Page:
Recounts or no, US elections are still vulnerable to hacking

Paperless electronic voting machines make it almost impossible to have a meaningful recount.

ALLENTOWN, Pa. (AP) — Recount efforts after the presidential vote have highlighted major vulnerabilities in the U.S. election system long flagged by computer scientists.

Paperless electronic machines make it almost impossible to have a meaningful recount.

Such machines also raise the possibility that attackers could rig or disrupt an election without detection. And they are used by roughly 1 in 5 U.S. voters.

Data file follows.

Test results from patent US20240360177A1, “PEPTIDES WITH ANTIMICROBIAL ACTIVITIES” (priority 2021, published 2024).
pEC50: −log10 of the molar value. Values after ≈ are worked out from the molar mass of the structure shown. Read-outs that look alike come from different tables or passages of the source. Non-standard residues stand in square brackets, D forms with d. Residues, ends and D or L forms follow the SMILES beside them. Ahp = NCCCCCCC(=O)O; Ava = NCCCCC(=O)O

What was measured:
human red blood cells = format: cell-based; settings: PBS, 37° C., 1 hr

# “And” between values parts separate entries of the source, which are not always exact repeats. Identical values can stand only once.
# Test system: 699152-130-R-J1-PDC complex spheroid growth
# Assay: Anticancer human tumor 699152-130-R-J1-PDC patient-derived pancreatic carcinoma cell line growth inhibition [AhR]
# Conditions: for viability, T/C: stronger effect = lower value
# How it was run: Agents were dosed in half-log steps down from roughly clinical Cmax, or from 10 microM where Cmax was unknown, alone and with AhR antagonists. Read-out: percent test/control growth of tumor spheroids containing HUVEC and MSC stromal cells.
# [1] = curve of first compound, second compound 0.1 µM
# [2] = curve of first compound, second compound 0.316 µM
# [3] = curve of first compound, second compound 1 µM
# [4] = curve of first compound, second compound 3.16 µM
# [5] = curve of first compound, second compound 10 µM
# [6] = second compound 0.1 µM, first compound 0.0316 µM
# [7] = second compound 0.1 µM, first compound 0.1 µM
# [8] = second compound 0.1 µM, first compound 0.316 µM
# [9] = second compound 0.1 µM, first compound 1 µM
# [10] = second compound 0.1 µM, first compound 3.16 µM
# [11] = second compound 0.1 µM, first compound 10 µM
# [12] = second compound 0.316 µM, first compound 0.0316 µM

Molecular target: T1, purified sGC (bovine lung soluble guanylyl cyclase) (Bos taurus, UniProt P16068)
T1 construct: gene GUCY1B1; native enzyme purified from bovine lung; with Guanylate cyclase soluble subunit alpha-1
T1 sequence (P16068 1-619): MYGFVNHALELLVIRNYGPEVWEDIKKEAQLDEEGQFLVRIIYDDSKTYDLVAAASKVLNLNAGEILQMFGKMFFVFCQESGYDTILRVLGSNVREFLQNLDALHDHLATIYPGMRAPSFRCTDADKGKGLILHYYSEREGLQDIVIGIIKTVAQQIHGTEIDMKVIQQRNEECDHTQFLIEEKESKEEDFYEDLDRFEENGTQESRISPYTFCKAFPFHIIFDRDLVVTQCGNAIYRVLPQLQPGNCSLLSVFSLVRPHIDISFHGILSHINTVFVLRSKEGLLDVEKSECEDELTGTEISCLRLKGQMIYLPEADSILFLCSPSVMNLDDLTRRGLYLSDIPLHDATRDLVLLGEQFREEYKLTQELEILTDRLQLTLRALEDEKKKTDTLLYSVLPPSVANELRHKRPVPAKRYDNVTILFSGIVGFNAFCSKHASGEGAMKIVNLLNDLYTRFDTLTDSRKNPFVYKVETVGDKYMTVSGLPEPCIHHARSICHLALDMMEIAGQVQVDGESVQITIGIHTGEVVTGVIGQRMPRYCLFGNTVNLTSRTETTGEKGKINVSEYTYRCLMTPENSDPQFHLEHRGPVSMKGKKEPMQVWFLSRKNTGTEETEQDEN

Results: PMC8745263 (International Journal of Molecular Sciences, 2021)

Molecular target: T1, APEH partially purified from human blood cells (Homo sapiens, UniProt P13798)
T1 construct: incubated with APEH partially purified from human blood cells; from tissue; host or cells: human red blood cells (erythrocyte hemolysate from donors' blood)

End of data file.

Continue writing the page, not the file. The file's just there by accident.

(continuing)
Green Party presidential candidate Jill Stein premised her recount effort in Pennsylvania on the need to ensure that the 2016 election wasn’t tainted by hacking or fraud. There’s been no evidence of hacking or fraud in the state, and a federal judge rejected her request.

Most Pennsylvania voters used antiquated machines that store votes electronically, without printed ballots or other paper-based backups. There was basically nothing to recount.